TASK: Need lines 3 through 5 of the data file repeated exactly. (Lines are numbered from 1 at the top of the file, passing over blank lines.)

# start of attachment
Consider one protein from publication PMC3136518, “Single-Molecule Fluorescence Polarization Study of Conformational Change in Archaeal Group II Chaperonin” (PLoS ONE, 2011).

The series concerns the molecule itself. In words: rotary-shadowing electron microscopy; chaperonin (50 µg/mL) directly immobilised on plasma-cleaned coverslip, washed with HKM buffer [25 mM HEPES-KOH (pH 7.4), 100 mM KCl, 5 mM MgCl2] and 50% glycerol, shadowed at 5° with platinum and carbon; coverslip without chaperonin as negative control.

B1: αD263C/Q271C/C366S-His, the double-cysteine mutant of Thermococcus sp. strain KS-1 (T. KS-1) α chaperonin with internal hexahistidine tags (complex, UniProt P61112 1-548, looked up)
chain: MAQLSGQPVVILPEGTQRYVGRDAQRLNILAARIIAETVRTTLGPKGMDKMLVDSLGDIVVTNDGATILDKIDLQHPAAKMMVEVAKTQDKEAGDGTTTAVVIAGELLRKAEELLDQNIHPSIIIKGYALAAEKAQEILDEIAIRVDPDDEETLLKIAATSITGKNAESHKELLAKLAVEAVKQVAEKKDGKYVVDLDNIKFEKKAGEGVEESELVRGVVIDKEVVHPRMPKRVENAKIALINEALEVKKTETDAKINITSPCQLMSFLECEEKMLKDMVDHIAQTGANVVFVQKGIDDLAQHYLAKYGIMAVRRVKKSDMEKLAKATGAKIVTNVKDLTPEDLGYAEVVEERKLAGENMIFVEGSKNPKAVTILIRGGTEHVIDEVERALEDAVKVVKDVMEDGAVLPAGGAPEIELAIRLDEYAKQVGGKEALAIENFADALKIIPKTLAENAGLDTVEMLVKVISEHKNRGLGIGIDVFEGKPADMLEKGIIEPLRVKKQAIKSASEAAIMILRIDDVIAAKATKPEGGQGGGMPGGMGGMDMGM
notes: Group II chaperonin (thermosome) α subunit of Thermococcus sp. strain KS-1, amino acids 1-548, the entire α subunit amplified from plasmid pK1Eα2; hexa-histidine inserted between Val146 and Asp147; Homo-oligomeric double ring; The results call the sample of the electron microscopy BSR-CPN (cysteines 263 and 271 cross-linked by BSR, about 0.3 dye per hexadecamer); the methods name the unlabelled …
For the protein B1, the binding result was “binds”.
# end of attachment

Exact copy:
B1: αD263C/Q271C/C366S-His, the double-cysteine mutant of Thermococcus sp. strain KS-1 (T. KS-1) α chaperonin with internal hexahistidine tags (complex, UniProt P61112 1-548, looked up)
chain: MAQLSGQPVVILPEGTQRYVGRDAQRLNILAARIIAETVRTTLGPKGMDKMLVDSLGDIVVTNDGATILDKIDLQHPAAKMMVEVAKTQDKEAGDGTTTAVVIAGELLRKAEELLDQNIHPSIIIKGYALAAEKAQEILDEIAIRVDPDDEETLLKIAATSITGKNAESHKELLAKLAVEAVKQVAEKKDGKYVVDLDNIKFEKKAGEGVEESELVRGVVIDKEVVHPRMPKRVENAKIALINEALEVKKTETDAKINITSPCQLMSFLECEEKMLKDMVDHIAQTGANVVFVQKGIDDLAQHYLAKYGIMAVRRVKKSDMEKLAKATGAKIVTNVKDLTPEDLGYAEVVEERKLAGENMIFVEGSKNPKAVTILIRGGTEHVIDEVERALEDAVKVVKDVMEDGAVLPAGGAPEIELAIRLDEYAKQVGGKEALAIENFADALKIIPKTLAENAGLDTVEMLVKVISEHKNRGLGIGIDVFEGKPADMLEKGIIEPLRVKKQAIKSASEAAIMILRIDDVIAAKATKPEGGQGGGMPGGMGGMDMGM
notes: Group II chaperonin (thermosome) α subunit of Thermococcus sp. strain KS-1, amino acids 1-548, the entire α subunit amplified from plasmid pK1Eα2; hexa-histidine inserted between Val146 and Asp147; Homo-oligomeric double ring; The results call the sample of the electron microscopy BSR-CPN (cysteines 263 and 271 cross-linked by BSR, about 0.3 dye per hexadecamer); the methods name the unlabelled …